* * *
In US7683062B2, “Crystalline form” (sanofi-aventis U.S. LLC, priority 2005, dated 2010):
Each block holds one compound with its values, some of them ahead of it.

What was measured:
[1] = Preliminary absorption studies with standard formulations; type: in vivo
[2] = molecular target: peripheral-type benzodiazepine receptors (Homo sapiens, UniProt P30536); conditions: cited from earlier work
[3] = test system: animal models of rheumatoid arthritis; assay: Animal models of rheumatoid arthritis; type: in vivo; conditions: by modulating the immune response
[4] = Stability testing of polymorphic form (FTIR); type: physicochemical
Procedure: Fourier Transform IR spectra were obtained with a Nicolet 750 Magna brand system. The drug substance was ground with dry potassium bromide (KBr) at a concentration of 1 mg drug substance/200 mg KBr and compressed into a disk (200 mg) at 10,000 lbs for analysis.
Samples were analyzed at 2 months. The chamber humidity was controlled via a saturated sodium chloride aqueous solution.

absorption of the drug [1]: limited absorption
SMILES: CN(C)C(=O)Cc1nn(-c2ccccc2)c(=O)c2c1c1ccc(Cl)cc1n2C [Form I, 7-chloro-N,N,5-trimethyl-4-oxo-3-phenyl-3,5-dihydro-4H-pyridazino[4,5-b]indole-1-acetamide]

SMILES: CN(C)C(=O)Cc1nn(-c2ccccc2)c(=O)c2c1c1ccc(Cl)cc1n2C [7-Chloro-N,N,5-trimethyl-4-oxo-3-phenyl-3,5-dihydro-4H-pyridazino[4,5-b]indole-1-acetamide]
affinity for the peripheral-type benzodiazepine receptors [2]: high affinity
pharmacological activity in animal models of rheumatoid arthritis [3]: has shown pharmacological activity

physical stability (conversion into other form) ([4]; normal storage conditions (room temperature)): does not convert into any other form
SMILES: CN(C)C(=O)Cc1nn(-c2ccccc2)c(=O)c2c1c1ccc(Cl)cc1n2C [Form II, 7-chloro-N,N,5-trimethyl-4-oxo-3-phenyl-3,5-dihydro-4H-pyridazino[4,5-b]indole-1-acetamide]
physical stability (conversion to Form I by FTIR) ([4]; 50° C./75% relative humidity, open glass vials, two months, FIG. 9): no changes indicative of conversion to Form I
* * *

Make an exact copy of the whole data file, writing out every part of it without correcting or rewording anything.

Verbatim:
In US7683062B2, “Crystalline form” (sanofi-aventis U.S. LLC, priority 2005, dated 2010):
Each block holds one compound with its values, some of them ahead of it.

What was measured:
[1] = Preliminary absorption studies with standard formulations; type: in vivo
[2] = molecular target: peripheral-type benzodiazepine receptors (Homo sapiens, UniProt P30536); conditions: cited from earlier work
[3] = test system: animal models of rheumatoid arthritis; assay: Animal models of rheumatoid arthritis; type: in vivo; conditions: by modulating the immune response
[4] = Stability testing of polymorphic form (FTIR); type: physicochemical
Procedure: Fourier Transform IR spectra were obtained with a Nicolet 750 Magna brand system. The drug substance was ground with dry potassium bromide (KBr) at a concentration of 1 mg drug substance/200 mg KBr and compressed into a disk (200 mg) at 10,000 lbs for analysis.
Samples were analyzed at 2 months. The chamber humidity was controlled via a saturated sodium chloride aqueous solution.

absorption of the drug [1]: limited absorption
SMILES: CN(C)C(=O)Cc1nn(-c2ccccc2)c(=O)c2c1c1ccc(Cl)cc1n2C [Form I, 7-chloro-N,N,5-trimethyl-4-oxo-3-phenyl-3,5-dihydro-4H-pyridazino[4,5-b]indole-1-acetamide]

SMILES: CN(C)C(=O)Cc1nn(-c2ccccc2)c(=O)c2c1c1ccc(Cl)cc1n2C [7-Chloro-N,N,5-trimethyl-4-oxo-3-phenyl-3,5-dihydro-4H-pyridazino[4,5-b]indole-1-acetamide]
affinity for the peripheral-type benzodiazepine receptors [2]: high affinity
pharmacological activity in animal models of rheumatoid arthritis [3]: has shown pharmacological activity

physical stability (conversion into other form) ([4]; normal storage conditions (room temperature)): does not convert into any other form
SMILES: CN(C)C(=O)Cc1nn(-c2ccccc2)c(=O)c2c1c1ccc(Cl)cc1n2C [Form II, 7-chloro-N,N,5-trimethyl-4-oxo-3-phenyl-3,5-dihydro-4H-pyridazino[4,5-b]indole-1-acetamide]
physical stability (conversion to Form I by FTIR) ([4]; 50° C./75% relative humidity, open glass vials, two months, FIG. 9): no changes indicative of conversion to Form I